What's the difference between 16 and 60? For an active sailor and sportsman such as Dodge Morgan, a world of difference. For the local couch potato who has never been out of sight of land? Probably none. And I would be just as upset with an inexperienced 60-y.o. trying this stunt and pushing the "help, come get me" button without first trying to get himself out of the fix he got himself in.

Abby Sunderland got a lot of people and firms to contribute a whole lot of money so she could try to get into the record books and thus get a reality TV show for herself and her family. The road to riches, not the road to adventure. Different, IMO, and not as worthy of the good will of the world. The evidence of her lack of experience is probably the fact that she was in the wrong place at the wrong time of the year BECAUSE of the search for notoriety rather than for adventure or the sense of accomplishment.

None of us are hinting that no one should attempt a circumnavigation. But there is a reason that developed countries do not consider 16-year olds to be adults, and most of them do not allow a 16-y.o. to enter into a contract. Because they do not have the maturity and life experience to give "informed consent". How many times a week do you think that a parent says to their teenager, "what were you thinking?" Yeah, I've also said the same to my husband, but not with the same frequency, dismay and fear that I've said it to the child.

The road to a circumnavigation does not start with a sponsor and buckets of money. It starts with paying one's dues. For a Californian, that would reasonably be serving as crew on a Trans-Pac race, or the Baja Ha-Ha. Or other such offshore races/regattas. That didn't happen.

By the way, Dodge Morgan, the start of the modern crowd of circumnavigation record-setters, did it all on his own money. No sponsors, no TV deals, just chutzpah and his own hard-earned money. And a lot of maturity.

Michael is right, though, that when the news media report the millions of dollars that it cost for one of these rescue efforts, consideration is not given to the cost of ongoing training for the rescue crews. I believe that most of the rescue personnel look at a rescue attempt as part of their training as well as their purpose. The reconnaissance flights go out even when there is nobody to locate or save. The ships go out for training, and probably would have been out anyway. However Abby Sunderland's rescue took money out of the pockets of a fishing vessel and its crew, not a government or military troop trained and paid to effect rescues. Not that the crew begrudged her the effort, but still, just another cost that she and her family did not have to incur in their quest for fame and fortune.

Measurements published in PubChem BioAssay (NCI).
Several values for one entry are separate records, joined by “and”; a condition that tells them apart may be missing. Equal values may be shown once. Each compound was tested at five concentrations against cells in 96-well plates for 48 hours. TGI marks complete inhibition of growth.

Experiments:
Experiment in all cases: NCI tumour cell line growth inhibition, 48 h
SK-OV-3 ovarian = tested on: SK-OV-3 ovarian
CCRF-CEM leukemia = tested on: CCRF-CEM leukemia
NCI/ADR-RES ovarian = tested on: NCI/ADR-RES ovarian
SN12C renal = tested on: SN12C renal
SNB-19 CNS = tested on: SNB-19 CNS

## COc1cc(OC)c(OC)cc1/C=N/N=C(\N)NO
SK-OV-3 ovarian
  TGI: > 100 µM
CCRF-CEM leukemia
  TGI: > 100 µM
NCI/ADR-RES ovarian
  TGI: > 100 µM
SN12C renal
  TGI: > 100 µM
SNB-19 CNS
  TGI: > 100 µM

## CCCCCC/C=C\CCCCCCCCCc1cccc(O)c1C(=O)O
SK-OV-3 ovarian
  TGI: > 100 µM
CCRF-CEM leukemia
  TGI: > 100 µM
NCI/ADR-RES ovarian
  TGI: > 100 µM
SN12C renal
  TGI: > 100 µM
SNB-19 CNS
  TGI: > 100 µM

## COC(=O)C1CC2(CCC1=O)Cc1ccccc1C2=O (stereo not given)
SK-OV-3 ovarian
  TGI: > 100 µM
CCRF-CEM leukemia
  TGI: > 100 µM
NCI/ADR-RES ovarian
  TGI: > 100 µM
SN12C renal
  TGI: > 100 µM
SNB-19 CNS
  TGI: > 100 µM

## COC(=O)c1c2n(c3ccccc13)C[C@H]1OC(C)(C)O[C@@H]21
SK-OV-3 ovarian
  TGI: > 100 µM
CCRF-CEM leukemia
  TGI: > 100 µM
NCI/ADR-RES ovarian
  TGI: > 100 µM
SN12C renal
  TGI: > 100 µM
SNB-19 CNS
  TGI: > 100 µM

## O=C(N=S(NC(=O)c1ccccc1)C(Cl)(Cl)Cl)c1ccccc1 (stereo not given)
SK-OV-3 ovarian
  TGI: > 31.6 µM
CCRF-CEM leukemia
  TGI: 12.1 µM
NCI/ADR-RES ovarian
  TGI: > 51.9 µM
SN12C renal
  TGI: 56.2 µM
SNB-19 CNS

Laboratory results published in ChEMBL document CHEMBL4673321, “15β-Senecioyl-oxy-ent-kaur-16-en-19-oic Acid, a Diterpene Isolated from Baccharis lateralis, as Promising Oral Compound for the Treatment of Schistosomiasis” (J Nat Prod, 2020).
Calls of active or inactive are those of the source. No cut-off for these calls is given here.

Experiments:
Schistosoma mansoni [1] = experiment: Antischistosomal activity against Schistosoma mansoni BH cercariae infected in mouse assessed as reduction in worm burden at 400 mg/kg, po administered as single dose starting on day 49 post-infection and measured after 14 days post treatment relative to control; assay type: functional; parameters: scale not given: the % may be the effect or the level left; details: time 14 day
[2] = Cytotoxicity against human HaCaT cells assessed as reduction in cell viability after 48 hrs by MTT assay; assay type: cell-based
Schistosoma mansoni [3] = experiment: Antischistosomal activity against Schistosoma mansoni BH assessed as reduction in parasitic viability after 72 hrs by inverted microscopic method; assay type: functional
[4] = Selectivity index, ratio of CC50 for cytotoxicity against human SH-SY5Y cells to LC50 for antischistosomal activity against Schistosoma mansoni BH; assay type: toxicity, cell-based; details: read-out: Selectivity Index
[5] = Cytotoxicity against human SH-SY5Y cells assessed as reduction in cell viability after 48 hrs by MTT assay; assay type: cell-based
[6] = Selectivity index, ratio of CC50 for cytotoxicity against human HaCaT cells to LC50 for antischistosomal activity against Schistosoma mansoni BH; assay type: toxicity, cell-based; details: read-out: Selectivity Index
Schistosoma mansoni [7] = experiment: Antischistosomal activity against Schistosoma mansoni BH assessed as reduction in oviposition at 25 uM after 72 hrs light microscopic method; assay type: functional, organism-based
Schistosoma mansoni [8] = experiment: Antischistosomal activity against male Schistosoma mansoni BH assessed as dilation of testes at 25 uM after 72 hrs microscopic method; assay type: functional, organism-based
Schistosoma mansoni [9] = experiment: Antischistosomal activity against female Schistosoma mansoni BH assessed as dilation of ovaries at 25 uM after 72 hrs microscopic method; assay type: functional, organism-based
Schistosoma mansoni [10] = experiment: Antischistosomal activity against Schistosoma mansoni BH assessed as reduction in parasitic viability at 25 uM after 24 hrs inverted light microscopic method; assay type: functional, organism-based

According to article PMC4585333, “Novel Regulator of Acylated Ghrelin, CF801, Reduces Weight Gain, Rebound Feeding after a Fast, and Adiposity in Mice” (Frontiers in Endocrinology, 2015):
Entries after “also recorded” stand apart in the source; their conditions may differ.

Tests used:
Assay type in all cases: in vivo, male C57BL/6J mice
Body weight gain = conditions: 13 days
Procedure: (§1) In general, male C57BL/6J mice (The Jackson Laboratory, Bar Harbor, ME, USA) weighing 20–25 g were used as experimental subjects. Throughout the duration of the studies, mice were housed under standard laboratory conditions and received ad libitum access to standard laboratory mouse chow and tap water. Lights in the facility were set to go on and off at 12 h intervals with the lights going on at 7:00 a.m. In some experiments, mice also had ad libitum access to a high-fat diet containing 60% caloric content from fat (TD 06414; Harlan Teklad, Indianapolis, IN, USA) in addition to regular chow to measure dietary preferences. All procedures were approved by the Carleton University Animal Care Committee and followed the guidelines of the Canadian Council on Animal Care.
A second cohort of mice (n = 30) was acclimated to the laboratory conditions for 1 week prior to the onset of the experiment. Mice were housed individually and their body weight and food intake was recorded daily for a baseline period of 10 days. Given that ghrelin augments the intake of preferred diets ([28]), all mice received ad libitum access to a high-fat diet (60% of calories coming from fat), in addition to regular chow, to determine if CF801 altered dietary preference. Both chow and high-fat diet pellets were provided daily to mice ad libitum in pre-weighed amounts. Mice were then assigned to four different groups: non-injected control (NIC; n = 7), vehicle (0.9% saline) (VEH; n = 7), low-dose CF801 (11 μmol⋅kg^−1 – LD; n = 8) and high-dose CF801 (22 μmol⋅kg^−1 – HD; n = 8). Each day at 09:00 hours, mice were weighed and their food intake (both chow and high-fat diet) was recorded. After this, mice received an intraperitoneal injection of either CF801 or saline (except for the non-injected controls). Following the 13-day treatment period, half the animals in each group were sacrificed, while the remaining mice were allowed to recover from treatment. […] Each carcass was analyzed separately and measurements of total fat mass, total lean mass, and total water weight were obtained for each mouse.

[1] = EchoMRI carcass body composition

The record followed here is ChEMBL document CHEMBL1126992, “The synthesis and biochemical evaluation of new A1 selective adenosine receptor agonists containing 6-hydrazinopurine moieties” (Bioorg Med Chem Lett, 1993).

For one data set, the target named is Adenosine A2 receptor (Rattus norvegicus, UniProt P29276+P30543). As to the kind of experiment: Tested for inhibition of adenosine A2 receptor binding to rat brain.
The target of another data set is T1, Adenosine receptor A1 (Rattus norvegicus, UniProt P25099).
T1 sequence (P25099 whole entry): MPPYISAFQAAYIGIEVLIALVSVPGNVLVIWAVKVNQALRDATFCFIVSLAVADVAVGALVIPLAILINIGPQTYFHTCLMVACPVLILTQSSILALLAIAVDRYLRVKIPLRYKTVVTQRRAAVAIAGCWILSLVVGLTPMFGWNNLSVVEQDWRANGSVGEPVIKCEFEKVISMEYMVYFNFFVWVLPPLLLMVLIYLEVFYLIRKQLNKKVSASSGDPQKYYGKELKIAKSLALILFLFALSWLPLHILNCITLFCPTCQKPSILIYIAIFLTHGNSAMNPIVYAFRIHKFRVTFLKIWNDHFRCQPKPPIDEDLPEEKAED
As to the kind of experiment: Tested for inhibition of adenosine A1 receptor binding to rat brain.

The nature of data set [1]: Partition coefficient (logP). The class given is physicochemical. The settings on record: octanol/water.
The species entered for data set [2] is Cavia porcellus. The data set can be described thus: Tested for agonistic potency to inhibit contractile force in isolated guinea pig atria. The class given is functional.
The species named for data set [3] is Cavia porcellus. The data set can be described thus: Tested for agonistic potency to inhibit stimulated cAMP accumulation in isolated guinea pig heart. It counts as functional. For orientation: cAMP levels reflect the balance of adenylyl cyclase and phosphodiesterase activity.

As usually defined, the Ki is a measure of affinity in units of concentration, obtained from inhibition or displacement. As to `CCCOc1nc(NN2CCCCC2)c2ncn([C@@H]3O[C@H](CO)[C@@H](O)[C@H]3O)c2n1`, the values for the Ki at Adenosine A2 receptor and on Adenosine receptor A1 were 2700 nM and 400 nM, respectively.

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Old 07-21-2010, 12:19 PM   #5
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Originally Posted by chiroeurope' date='21 July 2010 - 03:46 PM View Post

On a personal note. At the age of seventeen with my younger brother and two friends we set off on a 100 mile bicycle trip. While our folks knew we where going and the folks at the other end expected us to arrive there; we had NO cell phones (they did not exist in commercial usage at the time), we had a very basic first aid kit and repair kit. We did not take as good precautions for sun exposure as we should of (we all had sunburn of the second degree on the backs of our ears when we got done), nor where we using bicycles that really where built to do that kind of thing (1 ten speed road, 2 BMX type, 1 city bike with panniers). We made it. We learned. We did other crazy stuff after that and before that which in this day and age there are folks who would try to stop us or call our parents unfit. Where they, no. was our route known, sort of; no plan survives contact with reality intact.

Michael
Michael,

You reminded me of a journey I took when I was about to be shipped off to Scotland to start Senior school.

My dad had given me a Mauser .22 rifle - my bicycle had Sturmey-Archer with 3 speed gears. Loaded with canvas water bags, spare tubes for the bike - shurushuru to fix punctures. Tackies.4 boxes of long rifle .22 ammo.

A Surgeon colleague of my father took me to the border with Bechuanaland - there he took my bike out of his posh car and bid me fair well!

Set off from Plumtree and headed for Francis Town - hadn't gone long and was picked up by a truck.

From Francis Town push-biked to Sebina then on to Nata then south into the Sowa Wildlife Preserves.

Stayed with San people and learnt how to hunt for food. A couple months later went back to Francis Town and got on the train back to the family.

In the mean time I had seen Lion, Elephant, Rhino and every other kind of African Game animal really close up and lived with real people

I was 12 years old .

Richard
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Old 07-21-2010, 12:30 PM   #6